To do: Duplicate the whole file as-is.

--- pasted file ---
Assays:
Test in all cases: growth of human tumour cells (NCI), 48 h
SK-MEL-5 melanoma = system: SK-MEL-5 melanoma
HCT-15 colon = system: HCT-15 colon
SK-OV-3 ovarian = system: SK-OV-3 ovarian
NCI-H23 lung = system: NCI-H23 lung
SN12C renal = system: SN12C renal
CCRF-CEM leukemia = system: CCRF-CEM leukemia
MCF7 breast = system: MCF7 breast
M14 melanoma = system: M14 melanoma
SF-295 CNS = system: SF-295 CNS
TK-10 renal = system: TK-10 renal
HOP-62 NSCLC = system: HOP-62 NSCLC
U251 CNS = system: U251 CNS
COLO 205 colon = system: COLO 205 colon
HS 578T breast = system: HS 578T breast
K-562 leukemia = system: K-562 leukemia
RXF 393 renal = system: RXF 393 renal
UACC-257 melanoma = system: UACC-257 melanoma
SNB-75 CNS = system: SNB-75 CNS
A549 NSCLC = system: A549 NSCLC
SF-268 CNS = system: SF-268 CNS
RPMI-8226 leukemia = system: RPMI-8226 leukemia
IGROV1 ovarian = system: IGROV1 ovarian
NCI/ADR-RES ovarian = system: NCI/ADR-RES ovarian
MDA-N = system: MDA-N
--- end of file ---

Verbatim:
Assays:
Test in all cases: growth of human tumour cells (NCI), 48 h
SK-MEL-5 melanoma = system: SK-MEL-5 melanoma
HCT-15 colon = system: HCT-15 colon
SK-OV-3 ovarian = system: SK-OV-3 ovarian
NCI-H23 lung = system: NCI-H23 lung
SN12C renal = system: SN12C renal
CCRF-CEM leukemia = system: CCRF-CEM leukemia
MCF7 breast = system: MCF7 breast
M14 melanoma = system: M14 melanoma
SF-295 CNS = system: SF-295 CNS
TK-10 renal = system: TK-10 renal
HOP-62 NSCLC = system: HOP-62 NSCLC
U251 CNS = system: U251 CNS
COLO 205 colon = system: COLO 205 colon
HS 578T breast = system: HS 578T breast
K-562 leukemia = system: K-562 leukemia
RXF 393 renal = system: RXF 393 renal
UACC-257 melanoma = system: UACC-257 melanoma
SNB-75 CNS = system: SNB-75 CNS
A549 NSCLC = system: A549 NSCLC
SF-268 CNS = system: SF-268 CNS
RPMI-8226 leukemia = system: RPMI-8226 leukemia
IGROV1 ovarian = system: IGROV1 ovarian
NCI/ADR-RES ovarian = system: NCI/ADR-RES ovarian
MDA-N = system: MDA-N